rashihed.jpg (16002 bytes)

subscribe.gif (2332 bytes)


by Dr. Avigdor Bonchek


Back to This Week's Parsha | Previous Issues

Parashas Bereishis (70)

We begin a new cycle of Torah reading this week. The beauty of the Torah (besides its innate beauty) is that it offers us the never-ending opportunity to gain new insights into this ancient document.

Let us look at one the most famous Rash-comments, in which he explains, quite briefly, his approach to commentary. It is the only "introduction" Rashi has given us of his Torah commentary.

Genesis 3:8

"And they heard the sound of Hashem, G-d going in the garden in the of the wind day. And Adam and his wife hid from Hashem, G-d in the midst of the trees of the garden."


And they heard; Rashi: There are many Aggadic Midrashim which our Rabbis have already arranged in their place in Bereishis Rabbah and other Midrashim, but I have only come to explain the simple meaning of the Scriptures ("p'shuto shel Mikra") and those aggados which fit the words of the text with each word stated in its proper framework and with its correct meaning. They heard the sound of the Holy One, blessed be He, Who was going in the garden.


Rashi seems to dismiss the Midrashim on this verse. He then offers his p'shat interpretation. It's impossible to know how his p'shat differs from the Midrash without knowing what the Midrash says!


Let's see the Midrash.

In Bereishis Rabbah (which Rashi mentions in the first part of this comment) we find the following comment:

Rabbi Chalfon says: 'We find walking attributed to sound (our verse) and we also find walking attributed to fire ('And fire went earthward' Exodus 9:23).

There are several other Midrashim there. One more: 'They heard the sound of the trees saying: 'This robber, he stole the mind of (lied to) his Creator.'


Certainly Rashi was aware of these Midrashim. But he rejects them and offers his interpretation in place of them. Why?

In the two previous chapters in parashas Bereishis there are many Midrashim and Rashi did cite some of them, without making an issue of it. Rashi either accepted them or ignored them. Why now does he make an issue of the fact that there many Midrashim, but now Rashi says: 'I have only come to explain the simple meaning (p'shat') of the Scriptures''? Why does he accept other Midrashim and not these?

Can you think of an answer to this difficult question?

Hint: Read the complete Rashi-comment as we quoted it at the beginning of this piece.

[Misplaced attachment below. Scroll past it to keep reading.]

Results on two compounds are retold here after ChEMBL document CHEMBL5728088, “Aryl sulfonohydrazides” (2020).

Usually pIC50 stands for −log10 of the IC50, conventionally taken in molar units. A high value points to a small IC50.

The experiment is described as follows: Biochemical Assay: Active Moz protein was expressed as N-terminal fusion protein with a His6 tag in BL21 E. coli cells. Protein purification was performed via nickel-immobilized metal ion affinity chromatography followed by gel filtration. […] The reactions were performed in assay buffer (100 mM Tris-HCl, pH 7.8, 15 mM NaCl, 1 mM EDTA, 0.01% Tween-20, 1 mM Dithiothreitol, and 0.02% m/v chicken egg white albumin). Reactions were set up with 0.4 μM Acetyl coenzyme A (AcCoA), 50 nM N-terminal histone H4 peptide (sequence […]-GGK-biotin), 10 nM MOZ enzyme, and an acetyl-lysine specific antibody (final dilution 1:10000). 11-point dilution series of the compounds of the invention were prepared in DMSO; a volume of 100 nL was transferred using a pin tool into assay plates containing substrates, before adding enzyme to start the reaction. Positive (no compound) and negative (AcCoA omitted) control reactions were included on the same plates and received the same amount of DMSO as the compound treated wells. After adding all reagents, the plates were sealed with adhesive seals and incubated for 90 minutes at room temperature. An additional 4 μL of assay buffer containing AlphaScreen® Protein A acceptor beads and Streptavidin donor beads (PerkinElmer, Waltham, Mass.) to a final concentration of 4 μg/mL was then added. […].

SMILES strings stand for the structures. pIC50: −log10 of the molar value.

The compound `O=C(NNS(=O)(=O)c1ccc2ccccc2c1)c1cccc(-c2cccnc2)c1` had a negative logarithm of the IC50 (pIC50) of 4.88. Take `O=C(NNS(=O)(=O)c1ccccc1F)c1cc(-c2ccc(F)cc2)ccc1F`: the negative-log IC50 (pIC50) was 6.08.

Your Answer:


An Answer: Rashi had said that he comes to teach p'shat "and those aggados which fit the words of the text." This is an important addition. Most people think Rashi gives only p'shat without Midrash, but, in fact, over 70% of his Torah comments have their source in Midrash! So what does he really mean? He means that while he strives for p'shat, he will also cite a Midrash if it fits in with the words of the verse.

Now compare the Midrashim we cited on the word "And they heard" and think why Rashi might have rejected them, while he did accept other Midrashim on other verses.

Hint: What is unclear in our verse?

Your Answer:


An Answer: What is unclear in our verse are the words: "And they heard the sound of Hashem, G-d, going through the Garden."

What was heard - the sound of G-d going through the garden or the sound going through the garden?

Rashi says it was the sound of G-d as He was going through the garden. One Midrash we quoted said it was the sound going through the garden. The other Midrash we quoted said it was the sound of the trees, not of G-d's going.


An Answer: I would suggest that Rashi rejects these Midrashim because they do not fit the words of the verse. The verse says it was the sound of Hashem's going that they heard. The Midrashim don't see it that way.


To give the reader an idea of a Midrash that Rashi does use, just as a sample, look back at the Rashi comments on the previous verse (3:7). There are two comments "They knew they were naked" Rashi explains that they new they were stripped of the only mitzvah they had been given. This does not contradict any linguistics of the verse. It is a Midrash, a poetic concept, but it can live together with the simple p'shat. The next Rashi on verse 7 talks about the fig leaf used to cover themselves. The tree they ate from was the tree they took cover with, because all other trees refused to save them from their embarrassment. This too is a Midrash and this too, while it is an embellishment of the verse, it does not cause any difficulties with the wording of the verse, or with the simple p'shat. Therefore Rashi could incorporate them in his commentary as they are "those aggados which fit the words of the text."

It may seem like a subtle difference between hearing the sound of Hashem going through the garden - or hearing the sound going through the garden, but Rashi was very careful about getting the meaning of the Torah's words understood correctly.

Shabbat Shalom
Avigdor Bonchek

"What's Bothering Rashi?" is produced by the Institute for the Study of Rashi and Early Commentaries. The five volume set of "What's Bothering Rashi?" is available at all Judaica bookstores.

Back to This Week's Parsha | Previous Issues

This article is provided as part of Shema Yisrael Torah Network
Permission is granted to redistribute electronically or on paper,
provided that this notice is included intact.

For information on subscriptions, archives, and
other Shema Yisrael
Classes, send mail to parsha@shemayisrael.co.il

Jerusalem, Israel